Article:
to study in a more detail the field extension $L = K([m]^{-1}E(K))$,
which appeared in Proposition 1.1.1 in the previous section. The main
result that we prove is that this extension is abelian and of exponent dividing
$m$, which is unramified outside of a finite set of places
$\nu$. Then, using a general result from algebraic number theory, we will
prove that $L / K$ is a finite extension.\footnote{Note that finite generatedness
of $E(K)$ would immediately imply that $L / K$ is finitely generated, because
$L$ would be an extension of $K$, obtained by adjoining finitely many elements. However, we
cannot use this, because we are trying to prove finite generatedness for $E(K)$.}
The main properties of the field extension $L / K$ are summarized
in the following
\begin{prop}
(i) The field extension $L / K$ is an abelian extension of
exponent dividing $m$. In other words, the Galois group Gal$(L / K)$ is
abelian and every element has order dividing $m$.\\
(ii) If $S$ is the finite set of places at which $E$ has bad
reduction, together with the infinite places and the places $\nu$,
for which $\nu(m) \ne 0$, then $L / K$ is unramified at each $\nu
\notin S$.
\end{prop}
The following lemma will be used in the proof of the proposition:
\begin{lem}
Suppose that $\nu$ is a discrete valuation, such that $\nu(m) = 0$
and $E / K$ has good reduction at $\nu$. Then the reduction map
$E(K)[m] \ra \tilde{E}_\nu(k_\nu)$ is injective.
\end{lem}
\begin{proof}
This is proved in \cite[VII.3.1]{silverman:aec} by using formal groups. We will later on refer to
a similar statement for abelian varieties.
\end{proof}
We are now ready to prove the proposition:
\begin{proof}[Proof of Proposition 1.2.1] (i) This is a consequence of
proposition 1.1.1. Indeed, the map Gal$(L / K) \ra \textrm{Hom}(E(K), E[m])$
defines an injection $\sigma \mapsto \kappa(\sigma,
\cdot)$, so Gal$(L / K)$ is abelian and the order of every elements of divides
dividing $m$, since every homomorphism of $\textrm{Hom}(E(K),
E[m])$ has order dividing $m$. \\
(ii) Take a point $Q \in [m]^{-1}E(K)$ and let $P = [m]Q$.
Consider the extension $L = K(Q)$ over $K$. It suffices to show
that this extension is unramified at each $\nu \notin S$. Let
$\nu'$ be an extension of $\nu$ in $K(Q)$ and $D_{\nu' / \nu}$ and
$I_{\nu' / \nu}$ be the inertia and the decomposition groups,
respectively. We will be done if we show that each element of
$I_{\nu' / \nu}$ acts trivially on $K(Q)$. Indeed, every element
of $I_{\nu' / \nu}$ acts trivially on $\tilde{E}_\nu(k'_{\nu'})$,
where $k'_{\nu'}$ denote the reduction of $K(Q)$ at $\nu'$.
Therefore $(Q^\sigma - Q)^{\sim} = \tilde{Q}^\sigma - \tilde{Q} =
\tilde{0}$ for all $\sigma \in I_{\nu' / \nu}$. But $Q^\sigma - Q
\in E[m]$, because $Q \in [m]^{-1}E(K)$. Thus, lemma 1.2.2 implies
that $Q^\sigma = Q$, so $I_{\nu' / \nu}$ acts trivially on $K(Q) /
K$, which means that the field extension is unramified. This
proves the proposition.
\end{proof}
So far, we concluded that $L / K$ is an abelian
extension of exponent dividing $m$ which is unramified outside of a finite set
of primes. It turns out that these properties are enough to
deduce the finiteness of $L/K$. The next theorem
establishes precisely this statement. In the proof, we use several results from
algebraic number theory.
\begin{thm}
Let $K$ be a number field, $m \geq 2$ be an integer, and $S$ be a
finite set of places, containing all infinite places in $K$ and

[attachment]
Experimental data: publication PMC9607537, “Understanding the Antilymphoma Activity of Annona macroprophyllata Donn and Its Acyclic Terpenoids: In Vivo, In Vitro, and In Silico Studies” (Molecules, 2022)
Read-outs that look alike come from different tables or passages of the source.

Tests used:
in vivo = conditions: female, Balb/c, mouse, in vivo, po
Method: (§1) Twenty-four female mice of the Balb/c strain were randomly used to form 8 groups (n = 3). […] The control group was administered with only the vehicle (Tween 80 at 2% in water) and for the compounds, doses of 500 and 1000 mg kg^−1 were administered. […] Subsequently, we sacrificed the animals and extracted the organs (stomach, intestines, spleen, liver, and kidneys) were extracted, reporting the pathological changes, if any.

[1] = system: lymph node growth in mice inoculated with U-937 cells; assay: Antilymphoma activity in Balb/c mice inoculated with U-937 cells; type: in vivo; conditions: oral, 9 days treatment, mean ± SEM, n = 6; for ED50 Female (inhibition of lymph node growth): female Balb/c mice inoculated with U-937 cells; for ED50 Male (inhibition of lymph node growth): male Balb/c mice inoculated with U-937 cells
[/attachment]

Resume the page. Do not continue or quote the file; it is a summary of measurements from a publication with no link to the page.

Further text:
all finite places $\nu$, such that $\nu(m) \ne 0$. Consider the
maximal abelian extension $L / K$ which has exponent dividing $m$ and
which is unramified at all places outside of $S$. Then $L / K$ is a
finite extension.
\end{thm}
\begin{proof} If the proposition is true for a finite extension
$K' / K$, then it is certainly true for $K$. Indeed, if $L/K$ is
the maximal abelian extension of exponent dividing $m$, which is unramified
outside of the finite set $S$, then $LK' / K'$ is a maximal
abelian extension of exponent $m$, unramified outside of a set
$S'$ of extensions of the places in $S$ to $LK'$. Therefore, $LK'
/ K'$ is finite, and so $L / K$ would also be finite. Thus, we can
assume that $K$ contains the $m$-th roots of unity $\mu_m$.
We define \emph{the ring of $S$-integers}
$$
R_S = \{a \in K : \nu(a) \geq 0 \textrm{ for all } \nu \notin S\}.
$$
Sine the class number of $R_S$ is finite, we can add finitely many
places to $S$, so that $R_S$ becomes a Dedekind domain with class
number 1 (i.e. a principal ideal domain). Making $S$ bigger increases
$L$ and so we can assume that $R_S$ is a principal ideal domain.
Next, we use another auxiliary result:
\begin{lem}
Let $K$ be a number field (more generally, any field of
characteristic 0), containing the $m$-th roots of unity $\mu_m$.
Then the maximal abelian extension of $K$ of exponent $m$ is
obtained by adjoining $m$-th roots of the elements of $K$. In
other words, $L = K(a^{1/m} : a \in K)$ is the maximal abelian
extension of $K$ of exponent $m$.
\end{lem}
\begin{proof}
Let $L$ be an abelian extension of $K$ of exponent dividing $m$ and let
$G = \textrm{Gal}(L/K)$. Since $G$ is abelian, then
$G \cong G_1 \times \dots \times G_k$, where the groups $G_i$ are all cyclic.
Let $L_i / K$ be the fixed field of $G_1 \times \dots \times \hat{G}_i \times
\dots \times G_n$. The Galois group of $L_i / K$ is $G_i$, which is cyclic of order
$m' \mid m$. The field $K$ contains the primitive $m'$-th root of unity $\eps$.
Since $N_{L_i/K}(\eps) = 1$, then by Hilbert Satz 90, $\eps = \sigma(u_i)/u_i$ for some
$u_i \in L_i$ ($\sigma$ is a generator for the Galois group Gal$(L_i/K)$). Next,
$\sigma(u_i^n) = (\sigma(u_i))^n = (\eps^{-1}u_i)^n = u_i^n$, so $u_i^n \in K$. Since
$\sigma^i(u_i) = \eps^{-i}u_i$, then the minimal polynomial of $u_i$ has degree
$m'$, so $L_i = K(u_i)$, where $u_i^{m'} \in K$. Therefore, the maximal, abelian extension